We would rather put up a limited price list that is meaningful than a large price list that is suspect. That said, I understand that you would have been better served by some advance notice of the changes we planned, and I regret our failure to provide it.

As Randy Reichardt correctly observes, the students you teach are the future of our industry. We fully recognize this and aim to better serve you needs and interests.

I sincerely hope you and your students find value in our publication ICIS Chemical Business Americas, even with the narrowed—but more accurate--chemical pricing section. We also offer important news, as well as analysis and insights on major trends in the global chemical industry. As you guide your students onto their future paths, I can only hope that they make our publication a key part of their journey.

I welcome any of your comments and questions. Please feel free to contact me at 212-791-4224, or joseph.chang@icis.com

Joseph Chang, Editor, ICIS Chemical Business Americas

September 14, 2006

BioMed Central To Launch New Open-Access Chemistry Journal

.: Knowledgespeak reports today that BioMed Central, under its new initiative called Chemistry Central, "...a new service publishing peer-reviewed open access research in chemistry from BioMed Central", is launching a new journal called Chemistry Central Journal. From the Chemistry Central Journal site:

Chemistry Central Journal (ISSN 1752-153X) is an open access, peer-reviewed, online journal recently launched by Chemistry Central. Chemistry Central, developed by the same team who created BioMed Central, the leading biomedical open access publisher, is committed to ensuring peer-reviewed chemical research is immediately and permanently available online without charge or any other barriers to access.

September 11, 2006

ICIS Chemical Business Americas Replaces Chemical Market Reporter - ICIS Disregards Its Educational Customers

.: I.: I don't know where to begin this time. I'm trying hard to contain my anger. Last week I reported that ICIS brought down the Chemical Market Reporter site, virtually at the same time I was teaching a class of 155 chemical engineering students on, among other things, how to search CMR to find current chemical prices, a major component of one of their assignments. What I didn't realize was that ICIS had brought down the CMR site, and was redesigning it to become ICIS Chemical Business Americas. After learning about this the day after my instruction, the professor and I scrambled to get an explanation to all 155 students; we sent them a note advising that the new site would be up today (Monday 11 Sept 2006). I had hopes that the new site would at the very least return access to the full list of chemical prices. This did not happen.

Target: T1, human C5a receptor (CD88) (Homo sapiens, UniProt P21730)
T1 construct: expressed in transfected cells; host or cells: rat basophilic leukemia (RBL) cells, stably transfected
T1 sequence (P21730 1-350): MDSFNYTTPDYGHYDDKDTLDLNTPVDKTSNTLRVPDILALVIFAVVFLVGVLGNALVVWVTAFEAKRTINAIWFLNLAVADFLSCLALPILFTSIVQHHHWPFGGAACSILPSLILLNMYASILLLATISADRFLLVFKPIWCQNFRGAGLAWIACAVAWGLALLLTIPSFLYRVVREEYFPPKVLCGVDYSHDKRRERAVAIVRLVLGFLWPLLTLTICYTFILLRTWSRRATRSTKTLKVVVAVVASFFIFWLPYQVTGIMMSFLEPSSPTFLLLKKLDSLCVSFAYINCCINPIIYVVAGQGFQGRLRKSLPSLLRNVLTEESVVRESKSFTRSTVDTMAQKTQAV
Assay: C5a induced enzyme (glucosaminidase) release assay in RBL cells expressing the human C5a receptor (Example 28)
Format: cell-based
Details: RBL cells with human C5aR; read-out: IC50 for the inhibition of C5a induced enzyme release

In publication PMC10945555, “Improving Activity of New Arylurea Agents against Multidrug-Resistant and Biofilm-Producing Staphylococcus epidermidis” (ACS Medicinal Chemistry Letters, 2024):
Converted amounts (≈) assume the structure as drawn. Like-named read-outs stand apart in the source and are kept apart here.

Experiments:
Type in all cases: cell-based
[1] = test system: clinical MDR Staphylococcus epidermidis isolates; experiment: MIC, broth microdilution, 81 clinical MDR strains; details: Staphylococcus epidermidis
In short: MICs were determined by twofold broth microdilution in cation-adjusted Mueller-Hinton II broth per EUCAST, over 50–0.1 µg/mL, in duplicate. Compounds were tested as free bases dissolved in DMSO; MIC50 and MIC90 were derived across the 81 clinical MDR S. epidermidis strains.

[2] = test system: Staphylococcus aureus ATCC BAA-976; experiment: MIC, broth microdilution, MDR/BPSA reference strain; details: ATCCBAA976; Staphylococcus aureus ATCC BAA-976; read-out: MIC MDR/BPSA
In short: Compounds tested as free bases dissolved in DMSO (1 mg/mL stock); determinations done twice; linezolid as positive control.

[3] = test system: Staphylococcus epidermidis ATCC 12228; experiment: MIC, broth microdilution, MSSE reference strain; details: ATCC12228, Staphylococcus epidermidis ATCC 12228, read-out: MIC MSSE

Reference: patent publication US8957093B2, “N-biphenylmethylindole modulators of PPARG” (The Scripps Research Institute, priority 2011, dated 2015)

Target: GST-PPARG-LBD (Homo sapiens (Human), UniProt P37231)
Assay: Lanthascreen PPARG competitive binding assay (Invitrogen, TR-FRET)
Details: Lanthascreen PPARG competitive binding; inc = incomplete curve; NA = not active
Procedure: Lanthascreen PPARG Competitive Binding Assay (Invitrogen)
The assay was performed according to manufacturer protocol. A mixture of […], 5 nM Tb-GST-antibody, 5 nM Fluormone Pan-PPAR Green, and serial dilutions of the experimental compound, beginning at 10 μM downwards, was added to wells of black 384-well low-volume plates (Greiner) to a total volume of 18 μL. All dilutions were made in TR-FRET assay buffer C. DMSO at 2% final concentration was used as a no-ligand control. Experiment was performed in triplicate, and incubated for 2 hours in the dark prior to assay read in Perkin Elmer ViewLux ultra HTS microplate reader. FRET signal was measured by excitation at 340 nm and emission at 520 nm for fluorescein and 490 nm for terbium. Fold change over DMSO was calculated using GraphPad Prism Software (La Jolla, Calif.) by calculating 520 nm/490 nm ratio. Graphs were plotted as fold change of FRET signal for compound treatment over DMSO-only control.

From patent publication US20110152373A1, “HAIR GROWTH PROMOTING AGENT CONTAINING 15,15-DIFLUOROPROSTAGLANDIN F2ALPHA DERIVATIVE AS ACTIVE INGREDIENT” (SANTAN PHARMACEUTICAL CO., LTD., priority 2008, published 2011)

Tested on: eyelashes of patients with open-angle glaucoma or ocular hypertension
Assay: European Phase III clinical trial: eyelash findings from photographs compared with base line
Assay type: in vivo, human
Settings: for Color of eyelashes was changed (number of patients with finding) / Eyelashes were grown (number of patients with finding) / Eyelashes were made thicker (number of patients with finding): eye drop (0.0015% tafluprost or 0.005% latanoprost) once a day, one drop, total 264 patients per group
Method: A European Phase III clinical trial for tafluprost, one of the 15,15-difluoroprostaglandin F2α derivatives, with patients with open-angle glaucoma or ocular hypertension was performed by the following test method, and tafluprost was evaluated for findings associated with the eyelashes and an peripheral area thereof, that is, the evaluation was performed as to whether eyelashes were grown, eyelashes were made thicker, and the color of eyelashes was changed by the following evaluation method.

Instead, in yet another example of a trade publisher's apparent disregard of its educational subscribers (which would include thousands of students studying to become engineers and needing access to these prices for their design courses), ICIS no longer is reporting most of the prices it previously reported on a weekly basis, with the following explanation:

These are chemical price indications based on pricing information obtained from market participants. Posted prices are updated on a periodic basis and do not necessarily represent levels at which transactions may have actually occurred, nor do they represent bid or ask prices. Price ranges, indicated by the two columns, may represent quotations from different participants, as well as differences in quantity, quality and location. Although prices are reported as accurately as possible, they do not carry any guarantees. The prices are intended as a guide for ICIS Chemical Business Americas readers and not to be used as a basis for negotiations between producers and customers.

The volume of prices has been narrowed significantly to those which can be updated on a regular basis. If you have any questions, please contact Editor Joseph Chang at 212-791-4224 or joseph.chang@icis.com , or CSC at 888-525-3255 or csc@icis.com .

This means that prices will only be posted if they change – a price doesn’t change for two years, it won’t get posted until then. My guess is at least 75% of the previously reported chemical prices are gone. If I had any doubts that ICIS did not consult with anyone in engineering education before these changes were confirmed, those doubts have been washed away with the deleted chemical prices.

I checked the Chemical Prices P-S for the week of 28 August - 3 Sept 2006, and counted 209 prices. For the period of 11-17 September 2006, Chemical Prices for the letters P, Q, R, and S total 36 prices, or an 82.% decrease in the typical number of prices previously reported in this alphabetic range.

What is it about trade publishers and their apparent disregard for their educational customers? I know, it's all about the almighty dollar, but good grief - what part of "we’re teaching your future customers” doesn’t resonate in the commercial world?

It doesn't matter that I have a bit of egg on my face from having taught 155 chemical engineering students how to search a site that no longer existed while I was actually teaching them. But there's a larger rub that really angers me.